(Israel Government Press Office)
Yediot Aharonot evaluates Arab public diplomacy efforts. The author contends: "In world public opinion, the Palestinians really are considered to be miserable, to be suffering under Israel's horrific rule, to being trampled underfoot and forced to attack those who humiliate and repress them," and adds: "The world has fallen victim to mendacious propaganda, fabricated and fictitious stories, and fantasies in the style of 1,001 Nights; on this point, the Arabs are way ahead of the Jews." The paper believes that "We left the field to the Arabs because we believed that the world knows that justice is on our side – and a just person does not all think that he needs to use propaganda in order to prove and establish that he is just," and adds: "We learned the hard way that it is not like this: It is clear that if you repeat a lie often enough, according to Nazi propaganda chief Joseph Goebbels, it is as if it becomes the truth. The Arabs learned this lesson and conquered world opinion." The author notes that "The thousands of rockets that have been fired at southern Israeli communities…have changed neither [world] public opinion nor the one-sided reports of most media outlets; the Palestinians remain the miserable ones who are being persecuted."
Ma'ariv reviews the peace process. The author, who served as Cabinet Secretary to the late Prime Minister Yitzhak Rabin and his successor Shimon Peres, declares: "I have no doubt that if he had not been murdered, Yitzhak Rabin would have cancelled the Oslo accords and sent Arafat and his cohorts back to Tunisia," and adds: "I sobered up at that time, with great pain, from the vision of peace in which I believed and which crumbled before my eyes in the blood of innocent Jews." The paper avers that "Whoever talks about 'two states for two peoples' is, for all intents and purposes, talking about establishing a Hamas state in Judea and Samaria in addition to Gaza since it is clear that Hamas will take control of Judea and Samaria, whether by elections or violence (as in Gaza). This means an Iranian proxy a few kilometers from the heart of Israel." The author asserts: "The gap between Israel's positions, including modern elements among the public, and the Palestinians is immense and unbridgeable. Not in our time," and bids his readers closely read Khaled Mashaal's recent speech in Gaza. The paper suggests that "Even if there was not even one settlement in Judea and Samaria, it would not be possible to reach a lasting peace," and adds: "Whoever accuses the Government of halting the diplomatic process and promises to change the situation is selling the public an illusion with no basis in reality. It would be better to tell the truth: We are fated to continue fighting for our land and our lives and to live on our swords for a long time, as in the past 100 years. It is much easier to become caught up in the euphoria of peace, as in the days of Oslo. The truth is hard and painful, but it is preferable to illusions."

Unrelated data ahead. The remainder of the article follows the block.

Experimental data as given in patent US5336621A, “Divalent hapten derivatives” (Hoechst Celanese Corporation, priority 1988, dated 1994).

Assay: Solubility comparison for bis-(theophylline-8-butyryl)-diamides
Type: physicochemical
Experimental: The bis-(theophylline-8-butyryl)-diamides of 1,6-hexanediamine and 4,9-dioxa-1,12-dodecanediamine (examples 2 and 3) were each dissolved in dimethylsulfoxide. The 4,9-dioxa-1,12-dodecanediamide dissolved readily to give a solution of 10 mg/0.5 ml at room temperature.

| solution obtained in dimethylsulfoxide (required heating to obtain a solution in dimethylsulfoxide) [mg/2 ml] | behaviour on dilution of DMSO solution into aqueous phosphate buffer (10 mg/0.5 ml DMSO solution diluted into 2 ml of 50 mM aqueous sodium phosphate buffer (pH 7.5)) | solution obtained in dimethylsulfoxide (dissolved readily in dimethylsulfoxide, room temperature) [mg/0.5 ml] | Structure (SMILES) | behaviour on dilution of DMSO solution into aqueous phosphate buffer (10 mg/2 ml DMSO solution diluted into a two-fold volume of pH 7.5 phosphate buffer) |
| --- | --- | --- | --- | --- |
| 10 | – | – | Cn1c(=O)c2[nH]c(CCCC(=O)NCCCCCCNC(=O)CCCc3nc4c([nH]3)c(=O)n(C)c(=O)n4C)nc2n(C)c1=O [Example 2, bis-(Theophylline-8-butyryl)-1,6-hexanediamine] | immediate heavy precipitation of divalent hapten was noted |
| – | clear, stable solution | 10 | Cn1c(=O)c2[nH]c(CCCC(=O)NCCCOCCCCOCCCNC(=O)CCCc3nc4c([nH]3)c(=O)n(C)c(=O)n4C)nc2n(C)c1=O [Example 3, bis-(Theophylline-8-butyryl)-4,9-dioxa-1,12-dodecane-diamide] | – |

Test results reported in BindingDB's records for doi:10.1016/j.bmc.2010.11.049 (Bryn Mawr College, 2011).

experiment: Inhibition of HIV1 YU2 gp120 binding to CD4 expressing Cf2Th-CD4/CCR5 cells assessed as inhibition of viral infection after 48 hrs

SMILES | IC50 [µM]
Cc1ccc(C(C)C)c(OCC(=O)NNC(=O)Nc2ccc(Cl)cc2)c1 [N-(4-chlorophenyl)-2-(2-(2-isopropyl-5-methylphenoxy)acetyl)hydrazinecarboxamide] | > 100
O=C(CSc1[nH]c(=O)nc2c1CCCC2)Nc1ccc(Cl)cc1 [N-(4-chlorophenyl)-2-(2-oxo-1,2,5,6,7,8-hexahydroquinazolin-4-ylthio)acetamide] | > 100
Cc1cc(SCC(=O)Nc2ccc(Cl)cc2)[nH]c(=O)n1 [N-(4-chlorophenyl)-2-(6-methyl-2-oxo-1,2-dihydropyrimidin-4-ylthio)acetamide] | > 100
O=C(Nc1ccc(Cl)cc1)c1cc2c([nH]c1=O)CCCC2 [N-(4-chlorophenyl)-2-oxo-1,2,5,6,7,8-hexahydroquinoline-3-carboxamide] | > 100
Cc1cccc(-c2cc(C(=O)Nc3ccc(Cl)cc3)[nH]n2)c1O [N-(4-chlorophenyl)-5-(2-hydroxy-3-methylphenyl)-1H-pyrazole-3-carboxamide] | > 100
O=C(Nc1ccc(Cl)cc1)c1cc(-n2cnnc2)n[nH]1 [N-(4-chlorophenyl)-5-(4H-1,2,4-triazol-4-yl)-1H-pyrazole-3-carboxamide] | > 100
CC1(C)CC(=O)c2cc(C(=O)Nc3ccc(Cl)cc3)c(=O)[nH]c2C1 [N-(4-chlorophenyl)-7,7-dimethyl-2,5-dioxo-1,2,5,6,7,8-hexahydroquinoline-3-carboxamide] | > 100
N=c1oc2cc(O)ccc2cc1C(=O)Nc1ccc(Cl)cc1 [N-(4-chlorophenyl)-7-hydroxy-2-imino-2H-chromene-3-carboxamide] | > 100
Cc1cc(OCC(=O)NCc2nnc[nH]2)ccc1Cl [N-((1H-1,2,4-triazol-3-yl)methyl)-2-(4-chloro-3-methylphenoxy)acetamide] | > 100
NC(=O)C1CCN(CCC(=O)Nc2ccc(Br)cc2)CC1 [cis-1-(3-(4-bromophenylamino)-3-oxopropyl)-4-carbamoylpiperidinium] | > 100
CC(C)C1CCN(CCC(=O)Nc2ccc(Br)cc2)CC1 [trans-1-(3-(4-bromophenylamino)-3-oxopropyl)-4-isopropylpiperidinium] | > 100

Yisrael Hayom criticizes the European Union for "preferring to ignore the horrifying events in neighboring Syria and the belligerent statements by Khaled Mashaal and Hamas in recent days, while still managing to be 'deeply dismayed' by Israel's decision regarding construction."
Haaretz notes that “Prime Minister Benjamin Netanyahu and German Chancellor Angela Merkel devoted a meeting during last week's summit in Berlin to the topic of academic freedom,” and states that this notion “was so embarrassingly violated by Netanyahu's move that two professors chose to censure him on the matter in front of Merkel.” The editor asserts: “Hoping to highlight Israel's academic freedom, Netanyahu did the precise opposite,” and adds: “It might gain him applause among his supporters, but it significantly damaged Israel's image internationally.”
The Jerusalem Post queries the ethics behind the use of the Depo-Provera drug, a hormonal, injectable contraceptive, on Ethiopian women about to emigrate to Israel. The editor wonders to what degree the women were provided with an informed choice, and also whether the “decision to administer this shot tinged with racism and paternalism?” The editor asserts: “The right to make one’s own family-planning decisions is essential in a free society,” and concludes: “All of those involved in Ethiopian aliya must now ensure that this right remains at the forefront of any administration of birth-control methods.”
[Noah Kliger, Shmuel Hollander and Boaz Bismout wrote today’s articles in Yediot Aharonot, Ma'ariv and Yisrael Hayom, respectively.]